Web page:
State Schools Chief: Elected, Appointed,
Or Not Needed At All?
have an appointed state commissioner of education who oversees a gigantic state
budget for K-12 education and makes a lot of important policies. I bet fewer
than one-half of 1% of our state's residents know his name or have any idea
what he does. Yet his job affects people in this state just as much as, if not
more so than, the governor, senators, congressmen, state lawmakers, and many
others in important government jobs. Shouldn't the state superintendent be
elected by the people, rather than appointed?
In 14 states, such as Arizona,
California and Wisconsin, the state school superintendent is elected by
partisan or nonpartisan ballot. Candidates don't have to be educators, but must
have the same credentials as candidates for any kind of public office: they
must be an American citizen, must not be a convicted felon, and so forth.
14 other states, the state schools chief is appointed by the governor.
Typically, state law requires that person to have certain educational
credentials or certifications that signify higher-level training in educational
administration, and granted by the state education agency, the same way as a
teacher must have a teaching certificate, or a school counselor needs a
specific counseling credential.
remaining 22 states, the elected state board of education appoints the state
schools chief, often with the approval of the governor, and he or she works at
their pleasure. In every case, or near to it, the statewide education leader
needs to be a "certificated" person, who has come up through the ranks of
latter system is being termed an anachronism and an impediment to change for
the statewide job. An Army general obviously has world-class leadership and
strategic experience, but wouldn't qualify for a state school superintendent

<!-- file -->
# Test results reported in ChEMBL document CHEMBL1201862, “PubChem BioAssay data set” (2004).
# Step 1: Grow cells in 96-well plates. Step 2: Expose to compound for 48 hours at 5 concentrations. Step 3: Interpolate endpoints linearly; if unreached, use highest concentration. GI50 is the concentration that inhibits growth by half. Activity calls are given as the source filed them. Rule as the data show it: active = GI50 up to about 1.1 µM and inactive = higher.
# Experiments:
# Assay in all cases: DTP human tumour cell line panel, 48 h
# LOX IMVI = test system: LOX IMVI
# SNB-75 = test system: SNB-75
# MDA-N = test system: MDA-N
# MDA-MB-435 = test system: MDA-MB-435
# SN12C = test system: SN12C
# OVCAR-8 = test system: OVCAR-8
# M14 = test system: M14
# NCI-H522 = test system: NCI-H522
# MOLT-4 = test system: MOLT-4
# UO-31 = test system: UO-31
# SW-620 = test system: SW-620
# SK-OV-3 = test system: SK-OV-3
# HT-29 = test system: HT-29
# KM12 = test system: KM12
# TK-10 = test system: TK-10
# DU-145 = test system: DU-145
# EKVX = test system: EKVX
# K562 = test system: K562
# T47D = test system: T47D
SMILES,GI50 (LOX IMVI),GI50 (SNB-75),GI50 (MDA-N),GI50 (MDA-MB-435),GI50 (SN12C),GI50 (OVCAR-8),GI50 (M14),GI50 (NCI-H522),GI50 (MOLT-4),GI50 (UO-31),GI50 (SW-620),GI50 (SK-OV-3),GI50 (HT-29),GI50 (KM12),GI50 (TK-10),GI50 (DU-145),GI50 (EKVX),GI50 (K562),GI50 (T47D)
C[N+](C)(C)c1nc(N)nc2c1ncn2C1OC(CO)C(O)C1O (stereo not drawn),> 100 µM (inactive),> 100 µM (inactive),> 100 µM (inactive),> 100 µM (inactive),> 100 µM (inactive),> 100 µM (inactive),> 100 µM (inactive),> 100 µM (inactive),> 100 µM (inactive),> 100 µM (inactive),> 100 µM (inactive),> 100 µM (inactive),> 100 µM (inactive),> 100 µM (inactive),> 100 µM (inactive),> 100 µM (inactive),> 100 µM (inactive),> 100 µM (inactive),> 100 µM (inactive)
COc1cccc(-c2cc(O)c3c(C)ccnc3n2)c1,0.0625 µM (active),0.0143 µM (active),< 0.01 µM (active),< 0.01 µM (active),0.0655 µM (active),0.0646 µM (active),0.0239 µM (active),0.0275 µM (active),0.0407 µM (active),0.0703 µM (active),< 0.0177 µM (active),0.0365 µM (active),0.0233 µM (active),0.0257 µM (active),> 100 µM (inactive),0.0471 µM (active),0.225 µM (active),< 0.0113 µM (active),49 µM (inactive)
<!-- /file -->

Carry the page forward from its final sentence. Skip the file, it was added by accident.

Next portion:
job without a teaching certificate. Or someone with an MBA whose company made a
billion dollars and dealt successfully with the federal government and multinational
corporations isn't considered qualified to run a much-smaller operation with
far fewer employees, a state education agency.
worrisome factor is the lack of accountability to voters and taxpayers. Rather
than answering to the electorate as other statewide officials have to do, the
state schools chief has only to please the 8 or 10 or 12 individuals on that
board, plus state legislators who fund schools. These politicians often have
conflicting demands; in practice, the teachers' union and bureaucracy often wind
up calling the shots behind the scenes.
by the governor has its perils, too, and is thought to make the schools job too
politically-tinged if the two officials walk in lockstep with the same power
don't, though, governors and education commissioners have tangled, and politics
rule the day, anyway, as recently seen in the political squawk between Michigan
Superintendent Tom Watkins and Gov.Jennifer Granholm that resulted in Watkins'
forced resignation from the $168,300 job in March 2005 (www.bridges4kids.org), and the
union-driven ousting of well-regarded Cheri Pierson Yecke from the Minnesota
state schools job last year (www.EdWatch.org),
two states without elected school commissioners.
school superintendent is often one of the highest-paid state employees, if not
the highest. That's why a growing number of people are calling for the job to
be elected, on a four-year cycle, like other high-paid, high-impact state jobs.
concerns, however, about whether being able to manage a political campaign,
fund-raise and do public speaking are fair indicators of how good a job a
person can do in the state school superintendency.
other hand, having the top job appointed rather than elected insulates that
person from competition from other qualified candidates, and from
accountability to the voters, including people whose views differ from the
governor's, which doesn't seem right in an area of governance as universally
important as public education.
entails being responsible for gigantic education budgets, managing large groups
of civil servants, meeting with legislators and constituents to determine the
level of support for proposed programs, and navigating the increasingly choppy
waters of funding streams and regulatory rapids between federal, state and
local governments, teachers' unions, special-interest groups, and many other
influences on the public education system.
you have a majority of your state's voters behind you might be enough "juice"
to meet all those challenges - and keep the emphasis on what's best for kids.
there's the whole new area of asking whether schools even need a statewide
school superintendent any more. The job was created back in the day, when
communication wasn't lightning-fast, and one district had to connect with
another across the state by horse and buggy. Could we be creating more
bureaucracy and overcomplication than it's worth, by even having this job in
worth gathering the facts about . . . and superintending an answer.